Name: [116] Erik Thompson
Member: 91 months
Authored: 44 videos
Description: Hi! I am currently a full time student at California State University Long Beach. I recently began to do research in molecular dynamics. I have interests in Python programming, physics, chemistry, and 3D simulation. Also I like bird watching! Here are some of photos I've taken: http://ww ...

VPython - Physics and 3D in Python [ID:030]

a series of video-tutorials by Erik Thompson

Interested in 3D programming, physics and Python? Erik Thomspon introduces 3D programming using the VPython toolkit covering a number of subjects including gravity, friction, and tension demonstrating falling balls, weights, wind and satellites.

Video Tutorials

1. VPython: Projectile Motion 1

This is the first video in this tutorial series. It briefly discusses where to find information to install python and the VPython libraries. Then we create a 3D program demonstrating the effect of gravity on a dropped object. These videos are aggregated with the kind permission of Erik Thompson. Full source-code is in the wiki. Would you show your appreciation if you like this video? Just visi [...]

2. VPython: Projectile Motion 2

This episode continues from the last episode in which a ball was dropped to the earth. We modify that 3D program so the ball is thrown horizontally from the top of a building. Full source-code is in the wiki. Uploaded on 18th November 2006, running time 12 minutes.

3. VPython: Projectile Motion 3

This episode continues from the last episode in which a ball was thrown horizontally off a building. In this episode we modify that 3D program so the ball is thrown at an angle from the ground. Full source-code is in the wiki. Uploaded on 18th November 2006, running time 15 minutes.

4. VPython: Projectile Motion 4

This episode continues from the last episode in which a ball was thrown at an angle from the ground. We modify that 3D program so an artificial wind pushes the ball while it is in flight. Full source-code is in the wiki. Uploaded on 18th November 2006, running time 18 minutes.

5. VPython: Friction

This episode continues from the last episode in which wind altered the path of a thrown ball. We modify that program so that a thrown puck slides until friction slows it to a stop. Newton's three laws of motion are also discussed. Uploaded on 18th November 2006, running time 31 minutes.

6. VPython: Force, Motion & Vectors

This is a cleaned up version of the last program and also a review of previous topics. Special emphasis is placed on using vectors and the relationship between force, accleration, velocity, and position vectors. New topics include the norm of a vector and the magnitude of a vector. Uploaded on 18th November 2006, running time 30 minutes.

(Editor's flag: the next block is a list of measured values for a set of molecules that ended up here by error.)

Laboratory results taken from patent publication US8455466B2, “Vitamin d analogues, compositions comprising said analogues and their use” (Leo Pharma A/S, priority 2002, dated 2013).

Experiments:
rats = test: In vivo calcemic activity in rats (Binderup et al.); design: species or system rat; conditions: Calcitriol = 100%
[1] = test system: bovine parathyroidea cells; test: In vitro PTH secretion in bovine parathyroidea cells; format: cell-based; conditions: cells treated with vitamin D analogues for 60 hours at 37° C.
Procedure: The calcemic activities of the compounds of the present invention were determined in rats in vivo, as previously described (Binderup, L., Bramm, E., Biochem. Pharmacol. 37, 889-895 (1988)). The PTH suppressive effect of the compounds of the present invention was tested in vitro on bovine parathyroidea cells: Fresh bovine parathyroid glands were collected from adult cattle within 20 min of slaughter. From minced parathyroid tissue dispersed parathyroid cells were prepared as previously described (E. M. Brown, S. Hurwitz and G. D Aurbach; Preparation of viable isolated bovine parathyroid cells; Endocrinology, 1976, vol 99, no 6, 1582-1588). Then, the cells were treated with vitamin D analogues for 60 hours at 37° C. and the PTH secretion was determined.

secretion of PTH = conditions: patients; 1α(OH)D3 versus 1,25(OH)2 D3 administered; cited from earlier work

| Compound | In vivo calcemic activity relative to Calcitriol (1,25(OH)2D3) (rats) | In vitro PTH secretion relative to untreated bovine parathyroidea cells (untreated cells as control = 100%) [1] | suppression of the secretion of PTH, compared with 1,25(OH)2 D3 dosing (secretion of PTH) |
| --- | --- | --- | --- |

7. VPython: Tension

In this episode we model an experiment in which a string is tied to an object on a table and to a weight hanging off the edge. The mass of the weight is increased until the book slides. Tension and friction are the key topics. Uploaded on 18th November 2006, running time 30 minutes.

8. VPython: Gravity

In this episode we model satellites orbiting the earth. Topics include the Universal Law Of Gravitation, Uniform Circular Motion, and vector subtraction. Uploaded on 18th November 2006, running time 29 minutes.

9. VPython: Spring Force

In this episode we model the behavior of a spring according to Hooke's Law and take a look at dragging and dropping objects in VPython. Uploaded on 18th November 2006, running time 19 minutes.

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Although as important as the software it supports, education and documentation are relatively neglected in the Open-source world. Coders love to code, and explaining how best to use or improve the software tends to be deferred or even sidelined.

At Showmedo we believe the community can play a vital role here and also say thanks for the tools and software that make our lives easier. If you have a piece of software you love or a programming langugage you are enthusiastic about, why not make a screencast showing others how to use it? All the stuff you wish you'd been told, the tips, tricks, insights that would have saved you time and frustration.

Screencasting is easier than you think, and we're happy to help you. You can emailus for advice or just use some of the how-to screencasts on the site. This screencasting learning-pathis a good place to start.

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